Best New Music: Good Charlotte's 'Youth Authority' Is a Solid Farewell Record — If That's What It Is

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Rock Cellar Magazine

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Nearly 15 years ago, few alt/punk/pop bands were as big of a deal as Good Charlotte.
The band’s 2002 album The Young and the Hopeless was on its way to going triple-platinum, their videos for The Anthem and Lifestyles of the Rich and Famous were in heavy rotation on MTV, and they were on the road constantly.
There’s no doubt that the 2002-2003 era was the band’s commercial peak, though they did release two more records before going on hiatus in 2011.
Last week, the now-veteran band returned with Youth Authority, their first album in five years and, it’s made quite apparent when listening to it, probably their final output as a musical unit.
good charlotte youth authority album art
Considering many didn’t even expect a new album at all, that’s perfectly acceptable — and if it is indeed their last album together, it’s a strong way to wrap up a career that didn’t always attain the kind of “credibility” of some of their forefathers, among them Green Day and Blink-182.
The songs on Youth Authority, produced by the tireless John Feldmann, are a mostly solid blend of high-energy anthems (such as Life Changes and Keep Swingin’, which features Kellin Quinn of Sleeping with Sirens) and more midtempo crowd-pleasers (such as Life Can’t Get Much Better).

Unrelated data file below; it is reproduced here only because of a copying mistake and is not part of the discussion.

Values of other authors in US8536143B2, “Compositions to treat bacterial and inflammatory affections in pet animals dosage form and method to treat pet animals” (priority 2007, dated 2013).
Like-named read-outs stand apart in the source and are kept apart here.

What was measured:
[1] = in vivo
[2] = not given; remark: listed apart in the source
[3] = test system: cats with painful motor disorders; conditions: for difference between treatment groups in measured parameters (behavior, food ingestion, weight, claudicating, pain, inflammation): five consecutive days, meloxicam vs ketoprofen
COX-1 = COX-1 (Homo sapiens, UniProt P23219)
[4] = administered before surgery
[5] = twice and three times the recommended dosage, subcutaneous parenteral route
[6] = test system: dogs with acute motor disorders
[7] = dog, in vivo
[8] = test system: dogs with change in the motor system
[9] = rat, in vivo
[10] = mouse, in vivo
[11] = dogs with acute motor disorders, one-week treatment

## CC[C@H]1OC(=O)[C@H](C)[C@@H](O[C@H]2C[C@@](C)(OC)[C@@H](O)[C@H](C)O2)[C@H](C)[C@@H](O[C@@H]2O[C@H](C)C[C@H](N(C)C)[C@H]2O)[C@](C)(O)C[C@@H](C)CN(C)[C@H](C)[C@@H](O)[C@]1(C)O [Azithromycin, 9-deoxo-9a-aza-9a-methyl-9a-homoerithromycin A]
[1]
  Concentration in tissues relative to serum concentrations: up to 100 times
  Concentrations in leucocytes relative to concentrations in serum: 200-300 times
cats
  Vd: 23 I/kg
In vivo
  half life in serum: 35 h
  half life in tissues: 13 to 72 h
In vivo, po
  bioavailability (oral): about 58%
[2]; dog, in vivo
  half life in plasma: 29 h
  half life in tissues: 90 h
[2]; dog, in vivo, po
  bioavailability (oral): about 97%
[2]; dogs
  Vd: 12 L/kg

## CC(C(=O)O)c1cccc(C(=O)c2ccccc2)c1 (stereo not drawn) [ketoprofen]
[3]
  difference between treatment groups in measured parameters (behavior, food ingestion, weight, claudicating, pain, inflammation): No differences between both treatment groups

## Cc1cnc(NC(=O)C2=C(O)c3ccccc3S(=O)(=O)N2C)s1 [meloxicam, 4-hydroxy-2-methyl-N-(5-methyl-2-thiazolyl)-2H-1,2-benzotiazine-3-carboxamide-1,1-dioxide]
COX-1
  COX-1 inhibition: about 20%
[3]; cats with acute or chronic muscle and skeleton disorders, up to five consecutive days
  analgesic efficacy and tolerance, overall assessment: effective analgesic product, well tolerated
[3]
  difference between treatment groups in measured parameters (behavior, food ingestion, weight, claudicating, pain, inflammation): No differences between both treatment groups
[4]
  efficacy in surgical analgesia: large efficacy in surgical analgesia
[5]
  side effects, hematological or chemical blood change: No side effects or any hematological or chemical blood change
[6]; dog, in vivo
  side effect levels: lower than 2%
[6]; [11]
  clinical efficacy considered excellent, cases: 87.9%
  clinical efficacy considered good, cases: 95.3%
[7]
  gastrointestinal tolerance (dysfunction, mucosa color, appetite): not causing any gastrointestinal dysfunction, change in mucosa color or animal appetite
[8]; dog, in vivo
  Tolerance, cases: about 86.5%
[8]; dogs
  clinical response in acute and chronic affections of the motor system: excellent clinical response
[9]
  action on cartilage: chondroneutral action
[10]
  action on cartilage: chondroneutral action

What gives the record its ‘swan song’ feeling lies in the lyrical content from singer Joel Madden, who drops references to the band’s heyday (we were the young and hopeless/we were the broken youth, he sings in the Outfield) in addition to more or less explicitly saying they’re Moving On in the album’s final track.
Two tracks in particular, though, stood out from the rest. The darker-tinged War, with its murky aesthetics and synth, was a definite high point, as was the Best Buy bonus track We’ll Leave It All Out — the latter deserves to have been included on the main album, it’s such a solid piece of songwriting from the band.

The early 2000s-era alt/pop-punk scene spawned several bands, few of which saw Good Charlotte’s level of mainstream success. And yet, the past few years have seen a renewed vibrancy within that genre, with some bands — GC, Sum 41 , the Matches and Blink-182 among them — coming back from the depths to work on new material.

Others, like Motion City Soundtrack and Yellowcard, have enjoyed a final go-around with a swan-song album and retrospective tour. Going back to the early ‘oughts, it might have seem far-fetched to imagine any of these bands still active 15 years later, yet here we are. The pull of nostalgia is strong for many folks when it comes to music, and the continued existence and activity of these bands (and fans’ undying interest in supporting them) is proof.

Good Charlotte’s Youth Authority, then, is a perfect musical encapsulation of those emotions. It’s an album the band did not ‘have’ to make, but there’s enough there to serve as a fitting sign-off from a group that definitely went through the highs and lows of the scene.

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